What is a Star Topology?

This is a recommends products dialog
Top Suggestions
Starting at
View All >
Sign In / Create Account
language Selector,${0} is Selected
Register & Shop at Lenovo Pro
Register at Education Store
Pro Tier Benefits
• Save up to an extra 20% on Think everyday pricing.
• Spend $15K, advance for FREE to Plus Tier with increased benefits.
Plus Tier Benefits
• Save up to an extra 25% on Think everyday pricing.
• Spend $50K, advance for FREE to Elite Tier with increased benefits.
Elite Tier Benefits
• Save up to an extra 30% on Think everyday pricing.
Reseller Benefits
• Access to Lenovo's full product portfolio
• Configure and Purchase at prices better than Lenovo.com
View All Details >
more to reach
PRO Plus
PRO Elite
Congratulations, you have reached Elite Status!
Pro for Business
Delete icon Remove icon Add icon Reload icon
Temporary Unavailable
Cooming Soon!
. Additional units will be charged at the non-eCoupon price. Purchase additional now
We're sorry, the maximum quantity you are able to buy at this amazing eCoupon price is
Sign in or Create an Account to Save Your Cart!
Sign in or Create an Account to Join Rewards
View Cart
Your cart is empty! Don’t miss out on the latest products and savings — find your next favorite laptop, PC, or accessory today.
item(s) in cart
Some items in your cart are no longer available. Please visit cart for more details.
has been deleted
Please review your cart as items have changed.
Contains Add-ons
Proceed to Checkout
Popular Searches
What are you looking for today ?
Quick Links
Recent Searches
Hamburger Menu
skip to main content

What is a Star Topology?

A star topology is a network structure where each device and connection point are connected to a central hub. Star topologies are commonly used in modern computer networks, as they allow for reliable, efficient connections between multiple machines. They also help simplify network troubleshooting and maintenance.

What are the benefits of a star topology?

One main benefit of using a star topology computer network is its scalability. Adding new devices or connections is easy—just add them to the central hub. This is much simpler than rewiring networks for new devices. Additionally, since each device has its own connection with the hub, interference and data collisions among devices are reduced, improving network performance significantly.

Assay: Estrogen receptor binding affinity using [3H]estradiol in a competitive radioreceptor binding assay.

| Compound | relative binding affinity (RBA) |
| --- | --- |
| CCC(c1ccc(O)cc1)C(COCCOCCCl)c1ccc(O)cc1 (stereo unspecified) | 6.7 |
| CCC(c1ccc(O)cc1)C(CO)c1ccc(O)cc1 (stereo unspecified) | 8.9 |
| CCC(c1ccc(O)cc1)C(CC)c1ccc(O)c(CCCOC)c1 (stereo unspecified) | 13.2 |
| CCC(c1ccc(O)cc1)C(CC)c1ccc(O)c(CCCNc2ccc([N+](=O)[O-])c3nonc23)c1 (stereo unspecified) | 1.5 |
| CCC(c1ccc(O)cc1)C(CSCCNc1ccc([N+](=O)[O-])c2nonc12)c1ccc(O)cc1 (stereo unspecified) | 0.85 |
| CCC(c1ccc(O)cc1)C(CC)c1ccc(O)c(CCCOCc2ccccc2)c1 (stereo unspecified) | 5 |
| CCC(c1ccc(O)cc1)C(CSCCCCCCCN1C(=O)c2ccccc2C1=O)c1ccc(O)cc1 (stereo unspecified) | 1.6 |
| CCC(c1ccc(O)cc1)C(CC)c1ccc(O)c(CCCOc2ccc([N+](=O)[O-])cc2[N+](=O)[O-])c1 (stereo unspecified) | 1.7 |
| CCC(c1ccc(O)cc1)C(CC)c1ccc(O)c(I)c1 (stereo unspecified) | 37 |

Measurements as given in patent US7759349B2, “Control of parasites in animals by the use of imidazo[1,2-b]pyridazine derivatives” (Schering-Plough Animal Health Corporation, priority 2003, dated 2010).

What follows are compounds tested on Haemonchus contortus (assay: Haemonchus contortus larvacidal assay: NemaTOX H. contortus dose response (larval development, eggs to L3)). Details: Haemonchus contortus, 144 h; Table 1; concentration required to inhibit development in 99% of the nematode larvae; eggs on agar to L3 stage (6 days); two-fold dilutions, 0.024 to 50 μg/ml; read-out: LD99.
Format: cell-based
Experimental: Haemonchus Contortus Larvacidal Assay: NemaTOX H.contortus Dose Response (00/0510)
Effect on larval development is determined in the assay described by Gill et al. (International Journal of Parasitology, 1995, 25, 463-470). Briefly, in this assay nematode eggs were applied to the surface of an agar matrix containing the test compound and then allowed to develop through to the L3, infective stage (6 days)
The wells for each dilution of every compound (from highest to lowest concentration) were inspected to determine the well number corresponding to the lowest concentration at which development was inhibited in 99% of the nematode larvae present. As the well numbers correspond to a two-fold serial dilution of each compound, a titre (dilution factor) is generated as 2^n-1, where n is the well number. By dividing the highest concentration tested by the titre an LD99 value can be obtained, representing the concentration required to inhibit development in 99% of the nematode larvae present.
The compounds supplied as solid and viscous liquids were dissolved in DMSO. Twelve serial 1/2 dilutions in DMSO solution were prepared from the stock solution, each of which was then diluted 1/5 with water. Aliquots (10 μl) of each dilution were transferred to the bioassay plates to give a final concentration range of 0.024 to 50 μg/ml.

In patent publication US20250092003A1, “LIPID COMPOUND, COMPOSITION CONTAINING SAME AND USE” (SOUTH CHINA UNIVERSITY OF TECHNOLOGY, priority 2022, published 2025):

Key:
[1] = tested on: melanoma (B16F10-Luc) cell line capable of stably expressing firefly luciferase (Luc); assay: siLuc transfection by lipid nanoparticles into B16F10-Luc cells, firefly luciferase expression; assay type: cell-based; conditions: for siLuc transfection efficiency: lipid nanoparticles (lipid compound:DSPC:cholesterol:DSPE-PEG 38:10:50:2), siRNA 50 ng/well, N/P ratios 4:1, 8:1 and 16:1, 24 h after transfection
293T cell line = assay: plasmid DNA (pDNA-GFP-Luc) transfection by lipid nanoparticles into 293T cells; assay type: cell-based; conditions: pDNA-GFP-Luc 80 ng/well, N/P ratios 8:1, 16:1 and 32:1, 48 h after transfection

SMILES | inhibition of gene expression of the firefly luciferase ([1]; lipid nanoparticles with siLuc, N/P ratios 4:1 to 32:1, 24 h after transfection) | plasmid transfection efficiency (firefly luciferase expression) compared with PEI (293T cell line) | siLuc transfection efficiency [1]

Does a star topology have any drawbacks?

Yes, there are potential drawbacks with star topologies. Since each device has its own connection through the hub, if something happens to the hub, then other connected devices would be unable to communicate until the disruption is resolved. And depending on your hardware, setting up and maintaining a star topology can be more expensive than other popular network structures such as mesh or ring topologies.

What hardware is used in a star topology?

The most common type of hardware used for star topologies are switches and routers, which allow for fast and reliable connections between multiple devices over long distances. Other related hardware includes hubs, bridges and access points.

How do I set up a star topology?

Setting up a star topology requires technical knowledge, including networking basics such as IP (Internet Protocol) addresses and subnet masks. Once you have those configured, it's just a matter of connecting the various components such as switches, routers, or hubs to meet your network needs. Depending on how large your setup needs to be, you may require additional equipment such as cabling or wireless antennas.

Is it easy to manage and troubleshoot star topologies?

Yes, thanks to its design, it's usually easy to manage and troubleshoot star topologies because all connections go through one central point, allowing tech professionals to quickly identify potential issues. In contrast, other similar solutions might require manual routing tables to be added.